by Constance Garcia-Barrio
A revolution with guns and machetes more than 200 years ago gave birth to the republic of Haiti. Today, nonviolent strategists, including Ray Torres, 65, of Germantown, have become midwives to new possibilities for the Caribbean nation. In 1994, with years of social activism under his belt, Torres joined a delegation from the First United Methodist Church of Germantown (FUMCOG) as a volunteer to aid Fondwa, a village in southern Haiti.
Torres’ past social justice work has led him to do everything from peeling potatoes to defying the Pentagon. In December of 1978, Ray and other peace activists chained themselves to the doors of the Pentagon to protest the production of nuclear weapons. A guard had to climb in a window, fetch bolt cutters and use them to cut Torres and other protesters loose. Police arrested 11 people, including Torres, but later dropped charges.
Another time in the ‘70s, Torres and some colleagues planned to shadow Chilean secret agents during the infamous dictatorship of Augusto Pinochet (1973-1990) in order to protect Chilean exiles living in Washington, D.C. When the Washington Post broke the story about the group and blew the agents’ cover, the latter left the U.S., ending the threat to Chilean nationals.
Torres, a retired psychiatric social worker, has also run a soup kitchen, a post in which he gained potato-peeling experience, started a thrift shop, advocated for peace in war-torn Nicaragua, kept tabs on Pennsylvania’s nuclear reactors and launched a credit union in one of West Philly’s poorer neighborhoods.
Now Torres uses skills and savvy gained over decades as a volunteer for Haiti. He felt drawn by the country’s poverty and “outsider” status. “Since it threw off slavery and won independence, many nations have treated Haiti as a threat and an outsider,” said Torres, co-chair of the Haiti Committee of FUMCOG, a congregation known for its activism.
Born in Mexico City, Torres lived there with his parents until the age of three. His father, from Mexico, taught medicine at the National University, and his mother, from suburban Philadelphia, had gone to that university to study languages. When she decided to return home, she had to run a gauntlet of U.S. Immigration and Customs Enforcement requirements in order to bring Torres and his three sisters with her. Maybe his mother’s struggles deepened Torres’ sympathy for Haitian refugees.
“Many Haitians fled their homeland in leaky boats with little food and water, but if they reached Miami, U.S. Immigration returned them to Haiti,” Torres said. “On the other hand, Cubans who made it to Miami were allowed to stay.”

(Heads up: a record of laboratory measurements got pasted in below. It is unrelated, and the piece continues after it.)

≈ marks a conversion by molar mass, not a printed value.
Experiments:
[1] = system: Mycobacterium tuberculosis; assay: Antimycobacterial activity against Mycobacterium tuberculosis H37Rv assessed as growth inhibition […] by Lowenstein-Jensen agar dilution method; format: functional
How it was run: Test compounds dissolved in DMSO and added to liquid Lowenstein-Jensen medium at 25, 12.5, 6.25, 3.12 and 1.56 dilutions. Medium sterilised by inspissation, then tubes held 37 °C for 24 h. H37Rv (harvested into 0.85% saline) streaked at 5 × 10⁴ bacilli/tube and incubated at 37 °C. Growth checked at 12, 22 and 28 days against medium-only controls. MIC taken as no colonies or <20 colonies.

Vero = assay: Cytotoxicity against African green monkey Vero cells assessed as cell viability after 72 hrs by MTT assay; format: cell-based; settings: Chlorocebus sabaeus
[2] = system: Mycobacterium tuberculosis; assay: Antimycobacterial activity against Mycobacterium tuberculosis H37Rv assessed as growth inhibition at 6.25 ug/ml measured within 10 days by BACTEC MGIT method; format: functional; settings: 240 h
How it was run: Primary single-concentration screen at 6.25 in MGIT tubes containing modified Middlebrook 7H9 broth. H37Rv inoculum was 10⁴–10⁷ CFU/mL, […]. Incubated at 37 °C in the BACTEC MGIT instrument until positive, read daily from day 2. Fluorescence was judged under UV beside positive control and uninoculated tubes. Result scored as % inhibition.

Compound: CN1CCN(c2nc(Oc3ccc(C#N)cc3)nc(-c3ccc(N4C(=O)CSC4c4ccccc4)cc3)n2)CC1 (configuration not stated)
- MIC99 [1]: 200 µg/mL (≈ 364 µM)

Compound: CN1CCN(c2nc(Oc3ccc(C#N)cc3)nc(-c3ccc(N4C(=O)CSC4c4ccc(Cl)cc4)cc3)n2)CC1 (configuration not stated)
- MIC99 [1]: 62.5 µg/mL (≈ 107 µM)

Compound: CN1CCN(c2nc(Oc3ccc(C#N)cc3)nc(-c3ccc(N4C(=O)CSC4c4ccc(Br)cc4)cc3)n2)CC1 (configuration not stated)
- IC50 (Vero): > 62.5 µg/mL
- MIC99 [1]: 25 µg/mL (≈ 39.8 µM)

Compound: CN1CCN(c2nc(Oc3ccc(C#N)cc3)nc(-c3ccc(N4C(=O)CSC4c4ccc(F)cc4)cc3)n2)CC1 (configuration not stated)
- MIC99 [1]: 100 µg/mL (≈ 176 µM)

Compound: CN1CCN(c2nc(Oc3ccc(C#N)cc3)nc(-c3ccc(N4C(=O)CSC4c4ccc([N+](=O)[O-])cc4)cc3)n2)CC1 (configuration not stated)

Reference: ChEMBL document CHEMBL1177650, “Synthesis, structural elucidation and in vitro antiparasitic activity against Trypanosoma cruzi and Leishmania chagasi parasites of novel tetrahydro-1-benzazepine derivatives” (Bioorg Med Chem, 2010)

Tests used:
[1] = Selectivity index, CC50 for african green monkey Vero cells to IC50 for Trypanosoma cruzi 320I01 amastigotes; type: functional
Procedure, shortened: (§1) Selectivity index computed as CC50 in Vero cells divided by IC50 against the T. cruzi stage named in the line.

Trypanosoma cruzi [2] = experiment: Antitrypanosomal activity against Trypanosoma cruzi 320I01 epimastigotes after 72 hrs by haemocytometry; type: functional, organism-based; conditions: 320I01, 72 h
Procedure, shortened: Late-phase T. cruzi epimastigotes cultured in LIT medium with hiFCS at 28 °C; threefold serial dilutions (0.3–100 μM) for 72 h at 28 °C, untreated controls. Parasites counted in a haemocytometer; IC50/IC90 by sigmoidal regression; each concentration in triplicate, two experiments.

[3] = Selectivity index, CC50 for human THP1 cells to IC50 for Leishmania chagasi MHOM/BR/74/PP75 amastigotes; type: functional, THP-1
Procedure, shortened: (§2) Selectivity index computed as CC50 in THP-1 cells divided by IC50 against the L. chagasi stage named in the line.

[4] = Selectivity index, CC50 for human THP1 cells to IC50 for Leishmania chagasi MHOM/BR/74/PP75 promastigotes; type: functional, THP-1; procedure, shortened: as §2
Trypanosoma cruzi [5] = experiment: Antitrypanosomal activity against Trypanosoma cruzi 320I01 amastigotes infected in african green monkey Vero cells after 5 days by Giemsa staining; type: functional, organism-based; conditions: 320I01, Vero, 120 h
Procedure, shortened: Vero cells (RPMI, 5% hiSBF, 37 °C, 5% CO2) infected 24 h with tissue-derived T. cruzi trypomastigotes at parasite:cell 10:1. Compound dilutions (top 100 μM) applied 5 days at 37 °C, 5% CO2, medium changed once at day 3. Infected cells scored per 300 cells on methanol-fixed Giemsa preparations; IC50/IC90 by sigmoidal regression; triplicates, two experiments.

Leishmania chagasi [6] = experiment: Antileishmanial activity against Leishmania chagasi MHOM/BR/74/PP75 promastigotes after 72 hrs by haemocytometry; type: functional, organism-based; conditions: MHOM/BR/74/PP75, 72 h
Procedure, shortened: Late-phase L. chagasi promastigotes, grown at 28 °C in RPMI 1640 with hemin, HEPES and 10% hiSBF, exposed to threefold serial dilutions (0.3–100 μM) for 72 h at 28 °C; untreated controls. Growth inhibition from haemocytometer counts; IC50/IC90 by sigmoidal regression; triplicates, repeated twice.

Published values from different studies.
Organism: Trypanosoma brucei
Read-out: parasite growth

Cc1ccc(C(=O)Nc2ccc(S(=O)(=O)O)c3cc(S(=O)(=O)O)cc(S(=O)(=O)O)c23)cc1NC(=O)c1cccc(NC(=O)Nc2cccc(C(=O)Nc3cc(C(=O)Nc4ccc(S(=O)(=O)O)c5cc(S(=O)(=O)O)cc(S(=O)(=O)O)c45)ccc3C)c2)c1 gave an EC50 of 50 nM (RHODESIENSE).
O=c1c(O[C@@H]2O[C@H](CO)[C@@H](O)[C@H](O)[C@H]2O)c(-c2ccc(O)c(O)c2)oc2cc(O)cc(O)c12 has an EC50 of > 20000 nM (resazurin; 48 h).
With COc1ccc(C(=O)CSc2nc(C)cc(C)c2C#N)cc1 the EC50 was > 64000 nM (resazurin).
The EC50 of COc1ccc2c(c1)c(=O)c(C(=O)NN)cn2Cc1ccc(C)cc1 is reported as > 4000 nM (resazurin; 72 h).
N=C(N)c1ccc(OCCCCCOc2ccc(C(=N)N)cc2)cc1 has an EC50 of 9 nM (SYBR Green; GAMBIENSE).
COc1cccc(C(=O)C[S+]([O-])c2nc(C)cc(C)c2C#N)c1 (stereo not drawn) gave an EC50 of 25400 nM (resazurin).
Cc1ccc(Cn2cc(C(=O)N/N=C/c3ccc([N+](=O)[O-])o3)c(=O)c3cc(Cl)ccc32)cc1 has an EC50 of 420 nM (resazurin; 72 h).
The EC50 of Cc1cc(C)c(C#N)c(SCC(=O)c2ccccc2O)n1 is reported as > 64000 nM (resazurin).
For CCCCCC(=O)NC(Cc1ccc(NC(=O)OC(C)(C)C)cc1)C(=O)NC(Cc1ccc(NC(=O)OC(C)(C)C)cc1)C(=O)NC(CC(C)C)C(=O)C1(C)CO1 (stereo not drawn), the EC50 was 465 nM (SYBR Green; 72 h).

As a teenager growing up in Cheltenham, Torres further developed a sense of social justice thanks to his next-door neighbor, nonviolent activist Richard Taylor, who gave him a copy of Gandhi’s autobiography and works by Martin Luther King. Taylor also took him to a private meeting where King talked about the Poor People’s Campaign, a 1968 effort to gain economic justice for disadvantaged people in America. “It was the last time Dr. King visited Philadelphia,” Torres said.
Led by the vision of Father Joseph Phillipe, a Haitian Catholic priest and subject of a documentary film, Torres became a key member of a group that helped to raise money to start a bank in Fondwa called Fonkoze. “The bank provides micro-loans to the organized poor in Fondwa,” Torres said.”Fonkoze began with one office and three employees, and has grown to 46 branches nationwide and 230,000 members.”
Torres not only played a part in Haiti’s economy but also in the country’s environmental health. In 1997, he co-led a delegation from Witness for Peace, a national grassroots organization of people committed to nonviolence, to lobby for proper disposal of toxic Philadelphia incinerator ash illegally dumped in Haiti. “We collected samples and held rallies,” he said. “It took years of lobbying, but finally the ash was removed and returned to the U.S.”
Among many other obstacles, Haiti faces a “brain drain.” “Only one percent of Haitians attend college, and of that one percent, only 15 percent stay in Haiti,” Torres said. He served on the board of Partners in Progress, a U.S. nonprofit organization instrumental in establishing the University of Fondwa in 2004, the 200th anniversary of the nation’s founding. The first Haitian university to focus on rural needs, the school offers degrees in agronomy, veterinary medicine and business administration.
Torres stepped forward again after the earthquake in 2010, which destroyed much of what Father Phillipe had accomplished. He worked with Haitian neighbors in Philadelphia to help rebuild the island nation.
Fondwa had just begun recovering from the earthquake when Hurricane Matthew struck in 2016. “The storm leveled many homes in Fondwa,” Torres said. “FUMCOG raised over $20,000 to help in the rebuilding effort.”
Torres has felt great satisfaction in helping Fondwa. “Father Joseph’s vision of economic democracy in Haiti has motivated me to stay involved, and I’ve come to see him as the Martin Luther King of Haiti,” said Torres, whose volunteer work led to an unexpected treasure. He met fellow FUMCOG member Eileen Gilkenson, now his wife of eight years, through their mutual interest in Haiti.
To learn more about Haiti, see this.
This article is reprinted, with permission, from Milestones, the publication of the Phila. Corporation for Aging.